The Reading & Writing section consists of two modules, each containing 27 questions. Two questions per module are “pretest” questions, which are unscored; there is no reliable way to identify pretest questions, so you should not attempt to skip them.
Students have an average of 1 minute and 11 seconds to read each text and answer the accompanying question.
Digital SAT Math
The digital SAT Math section measures students’ skills in pre-algebra, statistics, algebra, and geometry, but the emphasis is on algebra. Questions appear in two formats: multiple-choice and student-roduced response. Unlike multiple-choice (MC) questions, student-produced response (SPR) questions do not provide answer choices, so students must type in their own answer. Calculators are allowed throughout the Math section, and a Desmos-based graphing calculator is provided within the Bluebook app (see below for more information about this calculator).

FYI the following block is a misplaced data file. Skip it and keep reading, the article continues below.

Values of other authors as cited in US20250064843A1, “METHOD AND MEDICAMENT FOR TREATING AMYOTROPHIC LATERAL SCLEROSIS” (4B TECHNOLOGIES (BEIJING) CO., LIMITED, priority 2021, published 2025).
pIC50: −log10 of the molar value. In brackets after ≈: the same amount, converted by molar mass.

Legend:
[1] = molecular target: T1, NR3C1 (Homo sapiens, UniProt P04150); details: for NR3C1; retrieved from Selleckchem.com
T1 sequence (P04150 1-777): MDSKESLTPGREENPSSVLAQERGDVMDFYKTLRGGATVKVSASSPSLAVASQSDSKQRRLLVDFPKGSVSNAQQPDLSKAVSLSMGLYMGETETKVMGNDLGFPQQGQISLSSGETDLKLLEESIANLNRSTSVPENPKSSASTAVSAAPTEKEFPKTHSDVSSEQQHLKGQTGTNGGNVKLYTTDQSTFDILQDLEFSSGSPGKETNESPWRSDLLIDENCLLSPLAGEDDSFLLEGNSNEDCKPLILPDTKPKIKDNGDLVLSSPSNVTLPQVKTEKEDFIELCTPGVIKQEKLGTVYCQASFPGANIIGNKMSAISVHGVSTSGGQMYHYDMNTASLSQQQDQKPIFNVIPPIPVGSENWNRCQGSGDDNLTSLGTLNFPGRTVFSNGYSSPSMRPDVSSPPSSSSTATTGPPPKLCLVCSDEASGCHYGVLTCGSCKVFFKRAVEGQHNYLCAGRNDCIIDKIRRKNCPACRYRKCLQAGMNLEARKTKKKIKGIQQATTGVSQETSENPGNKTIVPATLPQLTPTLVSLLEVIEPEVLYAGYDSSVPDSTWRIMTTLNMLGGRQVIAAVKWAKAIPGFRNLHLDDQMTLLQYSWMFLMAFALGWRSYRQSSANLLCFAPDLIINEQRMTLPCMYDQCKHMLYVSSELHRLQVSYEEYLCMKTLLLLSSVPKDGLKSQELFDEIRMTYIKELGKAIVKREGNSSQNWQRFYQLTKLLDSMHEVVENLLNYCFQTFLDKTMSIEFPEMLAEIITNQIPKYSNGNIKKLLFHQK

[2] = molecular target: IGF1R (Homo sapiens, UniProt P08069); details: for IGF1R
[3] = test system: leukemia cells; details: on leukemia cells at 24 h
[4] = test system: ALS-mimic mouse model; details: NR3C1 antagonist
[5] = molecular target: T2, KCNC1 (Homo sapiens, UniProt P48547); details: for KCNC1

This section requires a deep understanding of a relatively small number of math topics, testing fluency, conceptual understanding, and application. The successful student will not only understand how to solve an algebraic equation (fluency) but will also be able to create an algebraic equation or graph to model and solve a real-world problem (conceptual understanding and application).
Approximately 30% of the digital SAT Math section is made up of in-context word problems, which can appear within the backdrop of a science, social studies, or other real-world related scenario. Such questions are often accompanied by informational graphics (tables, charts, or graphs) which students must interpret to solve problems.
The digital SAT Math section consists of two modules, each containing 22 questions. Two questions per module are “pretest” questions, which are unscored.
There is no reliable way to identify pretest questions, so you should not attempt to skip them.
Digital SAT Math questions are arranged in rough order of difficulty within each module. You have an average of 1 minute and 35 seconds to read and answer each question. Approximately three-quarters of the questions are multiple choice questions with four options each, while the remaining quarter are student-produced response questions. These types of questions are mixed throughout both modules.
Desmos-based Graphing Calculator